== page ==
Canterbury Tales Comparing Chaucer's The Clerks Tale And The Wife Of Bath Tale

2207 words - 9 pages

In "The Clerk's Tale" and "The Wife of Bath's Tale " from Geoffrey

Chaucer's The Canterbury Tales, characters are demanding, powerful and

manipulating in order to gain obedience from others. From all of The

Canterbury Tales, "The Clerks Tale" and "The Wife of Baths Tale" are the

two most similar tales. These tales relate to each other in the terms of

obedience and the treatment of women. "The Wife of Bath Tale" consists of

one woman who has complete control over her husbands. It evolves the idea

that a woman is more powerful and controlling in a relationship. She

intimidates her husbands to do things and treat her in a certain ways so

that they would buy her material things and favors. "The Clerks Tale"

supports almost the opposite idea about women. It mentions that the man

has complete power in the relationship and the woman must obey everything

that the husband says. Such is the case with Walter and Griselda. Walter

is demanding and controlling over Griselda. She does whatever he says and

she lacks her own opinion. One difference between these tales however is

that "The Clerks Tale" is a very unrealistic story, whereas "The Wife of

Baths Tale" is a more practical story and would have the possibility of

taking place.

Between the two stories, the Wife of Bath and Walter are both

characters who are the most demanding in order to gain obedience. Both

characters demand love, a sign of obedience to them. Walter tells Griselda

that the only way they will marry is if she promises to obey his commands.

He says "you love me as I know and would obey, being my leige-man born and

faithful to whatever pleases me I dare to say may succeed in also pleasing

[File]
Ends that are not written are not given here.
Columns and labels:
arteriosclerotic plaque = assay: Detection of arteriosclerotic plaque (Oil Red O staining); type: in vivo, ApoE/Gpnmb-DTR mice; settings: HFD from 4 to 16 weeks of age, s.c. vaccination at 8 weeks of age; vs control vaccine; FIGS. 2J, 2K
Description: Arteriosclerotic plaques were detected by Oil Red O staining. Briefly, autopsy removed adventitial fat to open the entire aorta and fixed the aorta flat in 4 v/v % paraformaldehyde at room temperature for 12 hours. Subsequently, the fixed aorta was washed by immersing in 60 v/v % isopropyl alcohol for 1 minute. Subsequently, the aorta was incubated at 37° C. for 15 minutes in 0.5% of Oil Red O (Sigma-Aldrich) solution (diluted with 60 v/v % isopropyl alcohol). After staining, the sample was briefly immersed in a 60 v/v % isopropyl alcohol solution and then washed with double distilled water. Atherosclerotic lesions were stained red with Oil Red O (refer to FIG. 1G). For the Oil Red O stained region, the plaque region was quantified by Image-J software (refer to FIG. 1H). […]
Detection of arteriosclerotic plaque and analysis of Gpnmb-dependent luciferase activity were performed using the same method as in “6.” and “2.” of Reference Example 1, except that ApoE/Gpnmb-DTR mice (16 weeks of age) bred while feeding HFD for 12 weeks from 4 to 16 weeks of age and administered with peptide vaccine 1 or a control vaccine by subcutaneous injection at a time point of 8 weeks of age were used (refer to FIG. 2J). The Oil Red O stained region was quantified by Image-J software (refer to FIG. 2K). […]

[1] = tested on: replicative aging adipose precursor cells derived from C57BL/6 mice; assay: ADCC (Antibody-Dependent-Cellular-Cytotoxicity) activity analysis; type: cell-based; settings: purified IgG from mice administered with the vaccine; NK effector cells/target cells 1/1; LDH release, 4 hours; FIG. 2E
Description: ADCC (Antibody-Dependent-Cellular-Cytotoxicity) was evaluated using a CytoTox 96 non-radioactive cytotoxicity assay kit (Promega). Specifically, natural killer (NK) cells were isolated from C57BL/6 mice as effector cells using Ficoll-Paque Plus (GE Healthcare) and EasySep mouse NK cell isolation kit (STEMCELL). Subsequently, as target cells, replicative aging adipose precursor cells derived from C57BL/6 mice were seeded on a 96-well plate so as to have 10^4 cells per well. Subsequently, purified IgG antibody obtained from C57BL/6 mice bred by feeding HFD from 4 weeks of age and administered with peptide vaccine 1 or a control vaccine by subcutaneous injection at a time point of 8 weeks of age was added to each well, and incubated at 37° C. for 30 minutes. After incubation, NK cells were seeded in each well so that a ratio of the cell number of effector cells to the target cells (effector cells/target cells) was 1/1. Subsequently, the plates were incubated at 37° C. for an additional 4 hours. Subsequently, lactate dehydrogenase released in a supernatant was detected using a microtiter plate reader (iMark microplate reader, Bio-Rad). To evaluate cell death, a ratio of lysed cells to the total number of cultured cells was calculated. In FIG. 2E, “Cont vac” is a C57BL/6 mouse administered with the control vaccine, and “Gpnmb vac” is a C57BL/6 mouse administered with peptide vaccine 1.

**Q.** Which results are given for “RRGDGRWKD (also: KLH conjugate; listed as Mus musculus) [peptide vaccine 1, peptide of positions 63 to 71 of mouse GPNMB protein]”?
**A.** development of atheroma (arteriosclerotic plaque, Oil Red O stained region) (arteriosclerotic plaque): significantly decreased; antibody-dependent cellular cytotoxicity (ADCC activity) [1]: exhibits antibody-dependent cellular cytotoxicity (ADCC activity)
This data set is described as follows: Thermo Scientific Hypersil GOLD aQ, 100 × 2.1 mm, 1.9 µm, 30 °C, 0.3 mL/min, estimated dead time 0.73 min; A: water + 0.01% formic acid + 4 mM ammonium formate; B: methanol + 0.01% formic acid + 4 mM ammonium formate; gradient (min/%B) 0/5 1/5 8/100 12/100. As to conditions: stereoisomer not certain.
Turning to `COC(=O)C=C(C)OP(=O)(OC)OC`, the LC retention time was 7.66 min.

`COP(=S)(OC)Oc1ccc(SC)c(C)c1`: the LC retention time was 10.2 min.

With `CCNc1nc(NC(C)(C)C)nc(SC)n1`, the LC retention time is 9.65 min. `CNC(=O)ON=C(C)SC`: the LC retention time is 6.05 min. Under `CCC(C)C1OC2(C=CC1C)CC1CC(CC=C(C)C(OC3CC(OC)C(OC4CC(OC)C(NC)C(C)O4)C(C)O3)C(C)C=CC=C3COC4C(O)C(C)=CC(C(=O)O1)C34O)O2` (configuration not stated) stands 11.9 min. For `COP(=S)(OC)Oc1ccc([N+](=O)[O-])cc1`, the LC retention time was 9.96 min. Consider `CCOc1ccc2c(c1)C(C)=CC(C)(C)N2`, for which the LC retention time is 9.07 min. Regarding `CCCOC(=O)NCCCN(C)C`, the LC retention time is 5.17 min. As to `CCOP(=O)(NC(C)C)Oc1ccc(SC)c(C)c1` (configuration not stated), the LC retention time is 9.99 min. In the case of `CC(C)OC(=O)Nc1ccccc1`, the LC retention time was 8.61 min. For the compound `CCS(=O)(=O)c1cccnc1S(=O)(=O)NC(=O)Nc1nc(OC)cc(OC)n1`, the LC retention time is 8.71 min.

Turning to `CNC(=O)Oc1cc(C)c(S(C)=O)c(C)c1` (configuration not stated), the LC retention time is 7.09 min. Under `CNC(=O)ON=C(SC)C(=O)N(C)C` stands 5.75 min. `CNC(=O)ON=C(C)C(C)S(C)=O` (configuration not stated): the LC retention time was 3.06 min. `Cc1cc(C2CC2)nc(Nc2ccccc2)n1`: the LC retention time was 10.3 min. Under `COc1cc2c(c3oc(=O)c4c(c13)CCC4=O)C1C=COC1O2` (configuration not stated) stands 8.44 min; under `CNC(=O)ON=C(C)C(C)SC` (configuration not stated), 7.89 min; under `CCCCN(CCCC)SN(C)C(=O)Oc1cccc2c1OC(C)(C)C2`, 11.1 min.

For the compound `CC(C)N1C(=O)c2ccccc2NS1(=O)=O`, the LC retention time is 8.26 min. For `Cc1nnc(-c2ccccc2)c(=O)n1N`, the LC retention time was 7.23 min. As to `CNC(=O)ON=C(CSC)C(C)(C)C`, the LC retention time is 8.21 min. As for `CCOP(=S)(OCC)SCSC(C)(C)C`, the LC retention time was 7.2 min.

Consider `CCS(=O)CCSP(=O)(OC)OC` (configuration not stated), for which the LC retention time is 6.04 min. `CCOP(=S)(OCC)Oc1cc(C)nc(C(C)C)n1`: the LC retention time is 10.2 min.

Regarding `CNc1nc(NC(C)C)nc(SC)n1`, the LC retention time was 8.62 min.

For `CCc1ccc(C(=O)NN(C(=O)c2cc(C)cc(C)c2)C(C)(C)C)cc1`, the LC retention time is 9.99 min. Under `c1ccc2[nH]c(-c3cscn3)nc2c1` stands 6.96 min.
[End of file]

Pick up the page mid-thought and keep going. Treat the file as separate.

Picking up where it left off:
you"(329). Walter demands her to love him and does not give her a choice.

In addition, the Wife of Bath also shows some of the same signs of

"tyranny" toward others. She takes reference from the Bible to defend her

opinions on a husband obediently loving his wife. To justify her beliefs,

the Wife of Bath says that "thus the apostle Paul has told it me, and bade

our husbands they should love us well. There¹s an command on which I like

to dwell" (262). Both Walter and the Wife of Bath are demanding to bring

them happiness and satisfaction in therms of getting obedience. In

addition to demanding love, both characters demand favors, a representation

of their obedience. Walter gives Griselda jewels and rings for her to wear

demanding the favor of her obedience to him, " the marquis bade prepare

brooches and rings, all for Griselda, lit with jewels, gold and lapis."

(328). The Wife of Bath also demands the favor of her personal

satisfaction from others. She demands material treasures and sexual

desires from her husbands. " But as I had them eating from my hand and as

they yielded me their gold...

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